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Young Australians entering workforce in 2020 set to lose $32,000 during the next ten years

Young Australians entering the workforce during coronavirus recession are set to lose $32,000 during the next ten years – here’s what YOU can do about it

  • Corporate consultancy EY calculated COVID-19 would cost young $32,000
  • It calculated a 21-year-old graduate would miss out on wages from the recession
  • Promotions also less likely during a major economic downturn as revenue fell 

Young Australians entering the workforce during the coronavirus recession in 2020 stand to lose $32,000 in wages by the end of the decade.

Corporate consultancy EY calculated a 21-year-old university graduate would be a lot worse off even if the Australian economy began to recover this year, and suggested young people make changes now to prepare themselves.

‘While it might feel like Australia’s economy will bounce back once lockdown is lifted, that won’t change the impact the current recessionary job market will have on recent school or tertiary graduates,’ economists Jo Masters and Bonnie Barker said.

‘That is, the class of 2020 will be adversely affected, whether Australia’s economy starts to recover this year, or later.’ 

 

Young Australians entering the workforce during the coronavirus recession in 2020 stand to lose $32,000 in wages by the end of the decade. Pictured is a waitress at the Ambrosia and Co cafe at Bulimba in inner-Brisbane 

Corporate consultancy EY calculated a 21-year-old university graduate would be a lot worse off even if the Australian economy began to recover this year

Corporate consultancy EY calculated a 21-year-old university graduate would be a lot worse off even if the Australian economy began to recover this year

They calculated the $32,000 shortfall in potential wages for a young person today would be the equivalent of four months’ work by the end of the 2020s.

This shortfall would also leave them $30,000 less to retire on and $22,000 less to either spend on a mortgage deposit or home loan repayments. 

A higher-income law graduate would lose $46,000 over a decade and have $38,000 less to retire on, EY calculated. 

A lower-income hospital cleaner would be deprived of $16,000 over ten years and $18,000 in retirement savings. 

EY, previously known as Ernst and Young, said Australian workers typically saw 70 to 90 per cent of their income growth during their first decade in full-time work.

A recession would shrink company earnings and government revenue, depriving the young of promotions whether they worked in the private or public sectors.

Australia hasn't suffered from a recession since 1991 which means no one under the age of 47 has experienced being in the local labour force as an adult during a major economic downturn. Pictured is chief Thomas Pagnon packing a French takeaway meal in Melbourne on May 8, 2020

Australia hasn’t suffered from a recession since 1991 which means no one under the age of 47 has experienced being in the local labour force as an adult during a major economic downturn. Pictured is chief Thomas Pagnon packing a French takeaway meal in Melbourne on May 8, 2020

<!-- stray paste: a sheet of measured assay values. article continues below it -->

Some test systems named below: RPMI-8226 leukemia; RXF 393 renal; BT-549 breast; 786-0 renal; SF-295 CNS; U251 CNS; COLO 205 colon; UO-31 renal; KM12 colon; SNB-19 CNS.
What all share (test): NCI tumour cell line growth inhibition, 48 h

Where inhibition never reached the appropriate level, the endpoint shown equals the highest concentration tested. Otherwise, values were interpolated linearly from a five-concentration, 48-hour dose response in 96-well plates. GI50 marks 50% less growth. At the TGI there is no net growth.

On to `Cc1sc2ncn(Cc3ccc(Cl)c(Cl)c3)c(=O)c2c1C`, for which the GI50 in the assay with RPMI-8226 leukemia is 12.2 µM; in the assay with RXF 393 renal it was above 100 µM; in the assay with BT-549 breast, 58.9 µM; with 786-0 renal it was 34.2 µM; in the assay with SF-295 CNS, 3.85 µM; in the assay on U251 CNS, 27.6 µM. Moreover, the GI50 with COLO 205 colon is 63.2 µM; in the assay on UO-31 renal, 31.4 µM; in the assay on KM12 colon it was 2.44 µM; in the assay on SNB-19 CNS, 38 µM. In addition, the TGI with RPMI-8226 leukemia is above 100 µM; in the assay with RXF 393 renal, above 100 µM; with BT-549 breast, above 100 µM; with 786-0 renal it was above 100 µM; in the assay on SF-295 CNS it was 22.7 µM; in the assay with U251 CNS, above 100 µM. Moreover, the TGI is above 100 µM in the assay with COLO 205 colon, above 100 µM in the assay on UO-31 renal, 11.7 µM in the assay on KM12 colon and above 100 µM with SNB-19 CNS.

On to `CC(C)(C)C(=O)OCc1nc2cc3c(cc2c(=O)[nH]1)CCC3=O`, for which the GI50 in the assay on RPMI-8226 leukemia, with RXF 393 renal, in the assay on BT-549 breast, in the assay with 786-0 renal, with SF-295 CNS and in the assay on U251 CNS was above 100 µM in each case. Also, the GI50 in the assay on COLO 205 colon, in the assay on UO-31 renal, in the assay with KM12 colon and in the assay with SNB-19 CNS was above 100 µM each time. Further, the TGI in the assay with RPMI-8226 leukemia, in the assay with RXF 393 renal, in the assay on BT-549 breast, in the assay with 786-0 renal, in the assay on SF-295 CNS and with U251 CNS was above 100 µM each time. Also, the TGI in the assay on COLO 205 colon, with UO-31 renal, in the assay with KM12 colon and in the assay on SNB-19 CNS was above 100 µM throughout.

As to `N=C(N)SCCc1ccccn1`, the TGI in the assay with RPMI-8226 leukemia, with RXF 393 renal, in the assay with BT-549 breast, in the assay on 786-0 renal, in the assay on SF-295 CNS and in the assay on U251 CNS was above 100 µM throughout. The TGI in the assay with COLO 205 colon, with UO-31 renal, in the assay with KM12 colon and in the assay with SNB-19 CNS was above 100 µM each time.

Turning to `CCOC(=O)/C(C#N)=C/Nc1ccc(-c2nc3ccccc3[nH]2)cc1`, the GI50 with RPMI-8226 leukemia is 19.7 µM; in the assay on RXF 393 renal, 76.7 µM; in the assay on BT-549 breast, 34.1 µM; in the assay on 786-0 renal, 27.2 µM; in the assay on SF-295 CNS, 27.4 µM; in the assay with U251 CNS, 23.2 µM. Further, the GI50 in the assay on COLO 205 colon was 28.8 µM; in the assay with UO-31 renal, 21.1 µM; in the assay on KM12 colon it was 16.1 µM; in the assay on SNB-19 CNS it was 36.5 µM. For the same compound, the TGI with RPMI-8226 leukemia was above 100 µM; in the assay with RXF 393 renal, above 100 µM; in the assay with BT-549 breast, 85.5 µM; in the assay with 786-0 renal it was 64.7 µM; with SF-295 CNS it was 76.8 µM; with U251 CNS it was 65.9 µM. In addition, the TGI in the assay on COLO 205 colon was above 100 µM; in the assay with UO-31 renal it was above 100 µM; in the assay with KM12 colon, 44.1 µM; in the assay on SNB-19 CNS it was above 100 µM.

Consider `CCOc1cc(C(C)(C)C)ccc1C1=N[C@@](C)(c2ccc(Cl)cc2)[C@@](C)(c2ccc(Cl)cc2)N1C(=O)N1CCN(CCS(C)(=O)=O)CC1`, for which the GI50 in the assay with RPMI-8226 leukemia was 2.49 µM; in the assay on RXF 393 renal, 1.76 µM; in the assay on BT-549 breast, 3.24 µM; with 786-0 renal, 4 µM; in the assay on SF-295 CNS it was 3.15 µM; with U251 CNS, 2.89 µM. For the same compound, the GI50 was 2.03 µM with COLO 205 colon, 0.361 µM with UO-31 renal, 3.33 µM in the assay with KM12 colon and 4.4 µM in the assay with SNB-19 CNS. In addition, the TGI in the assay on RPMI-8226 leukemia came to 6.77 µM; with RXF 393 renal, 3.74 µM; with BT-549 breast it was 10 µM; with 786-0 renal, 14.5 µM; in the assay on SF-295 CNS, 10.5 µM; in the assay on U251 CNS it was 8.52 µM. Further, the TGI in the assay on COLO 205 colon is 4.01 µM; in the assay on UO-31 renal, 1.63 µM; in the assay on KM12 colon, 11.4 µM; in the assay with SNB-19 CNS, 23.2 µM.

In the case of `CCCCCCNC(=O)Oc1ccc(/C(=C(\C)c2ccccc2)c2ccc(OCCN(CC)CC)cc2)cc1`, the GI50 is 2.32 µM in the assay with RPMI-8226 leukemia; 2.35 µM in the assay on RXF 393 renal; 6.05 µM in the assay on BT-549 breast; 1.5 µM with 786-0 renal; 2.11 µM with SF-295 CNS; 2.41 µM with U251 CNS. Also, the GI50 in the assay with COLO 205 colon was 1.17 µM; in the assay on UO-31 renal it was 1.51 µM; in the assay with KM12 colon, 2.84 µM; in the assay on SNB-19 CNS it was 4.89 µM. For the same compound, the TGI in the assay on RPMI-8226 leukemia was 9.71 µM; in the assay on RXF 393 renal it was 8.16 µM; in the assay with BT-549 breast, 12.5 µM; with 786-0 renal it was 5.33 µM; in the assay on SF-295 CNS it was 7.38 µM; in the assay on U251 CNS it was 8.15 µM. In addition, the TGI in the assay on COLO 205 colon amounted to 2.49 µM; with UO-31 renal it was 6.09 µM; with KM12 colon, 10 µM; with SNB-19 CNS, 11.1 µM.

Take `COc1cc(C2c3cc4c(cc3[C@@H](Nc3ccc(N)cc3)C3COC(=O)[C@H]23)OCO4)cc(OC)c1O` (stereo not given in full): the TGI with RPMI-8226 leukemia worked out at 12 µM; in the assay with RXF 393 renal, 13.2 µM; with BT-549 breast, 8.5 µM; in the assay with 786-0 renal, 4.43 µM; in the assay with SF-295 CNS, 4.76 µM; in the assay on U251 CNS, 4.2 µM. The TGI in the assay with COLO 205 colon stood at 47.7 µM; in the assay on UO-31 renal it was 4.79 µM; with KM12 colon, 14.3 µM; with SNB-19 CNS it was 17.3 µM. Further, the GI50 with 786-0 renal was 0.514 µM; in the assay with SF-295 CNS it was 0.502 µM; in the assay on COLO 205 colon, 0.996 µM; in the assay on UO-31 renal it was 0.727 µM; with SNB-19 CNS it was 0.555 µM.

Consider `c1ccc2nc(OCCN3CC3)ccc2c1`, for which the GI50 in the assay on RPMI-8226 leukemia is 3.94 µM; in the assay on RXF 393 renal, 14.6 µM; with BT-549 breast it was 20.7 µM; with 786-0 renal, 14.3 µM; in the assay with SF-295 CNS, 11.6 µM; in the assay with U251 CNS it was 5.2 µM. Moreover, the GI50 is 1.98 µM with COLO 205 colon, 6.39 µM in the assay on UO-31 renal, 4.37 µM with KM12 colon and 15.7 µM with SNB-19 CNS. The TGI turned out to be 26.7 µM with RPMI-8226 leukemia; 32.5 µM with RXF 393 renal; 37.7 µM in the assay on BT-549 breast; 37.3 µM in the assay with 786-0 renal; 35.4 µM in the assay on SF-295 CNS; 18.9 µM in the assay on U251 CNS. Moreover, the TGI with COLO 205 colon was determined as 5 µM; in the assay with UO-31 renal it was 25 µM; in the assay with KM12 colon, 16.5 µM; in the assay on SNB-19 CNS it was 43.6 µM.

A higher-income law graduate would lose $46,000 over a decade and have $38,000 less to retire on, EY calculated

A higher-income law graduate would lose $46,000 over a decade and have $38,000 less to retire on, EY calculated

‘Even for those who are already employed, recessions have an impact through lower wage growth and fewer job opportunities manifesting as fewer promotions, new roles or training,’ the EY report said.

COVID-19 labour market at a glance

Unemployment: it surged from 5.2 per cent in March to 6.2 per cent in April – the highest since September 2015

Number unemployed climbed by 104,500 to 823,300

In April, 489,800 people left the labour force, which meant 594,300 either lost their job or gave up looking for one 

Underemployment soared by 4.9 percentage points to record 13.7 per cent

Tally of underemployed Australians surged by 603,300 to 1.8million 

Participation rate plunged by an unprecedented 2.4 percentage points to 63.5 per cent

Source: Australian Bureau of Statistics 

Australia hasn’t suffered from a recession since 1991 which means no one under the age of 47 has experienced being in the local labour force as an adult during a major economic downturn.

Treasurer Josh Frydenberg earlier this month confirmed Australia was most likely already in a recession, defined as two consecutive quarters of contraction, after official data showed a 0.3 per cent shrinkage in the March quarter – the first since 2011. 

The Reserve Bank is predicting a ten per cent plunge in Australia’s economic output in the first half of 2020, as a result of the bushfires and the COVID-19 shutdowns, which is the equivalent of four-and-a-half years of gross domestic product.

In the circumstances, EY said younger workers needed to be more open-minded about boosting their skills to win the fewer opportunities for promotion.

‘Proactively making small changes to habits and mindset now, such as increasing savings rates, boosting superannuation contributions and potentially moving jobs if the opportunity presents to upskill, improve the job skills match or boost income can make a material difference (acknowledging these opportunities may be fewer in a recession),’ they said.

A lower-income hospital cleaner would be deprived of $16,000 over ten years and $18,000 in retirement savings

A lower-income hospital cleaner would be deprived of $16,000 over ten years and $18,000 in retirement savings

Read more at DailyMail.co.uk


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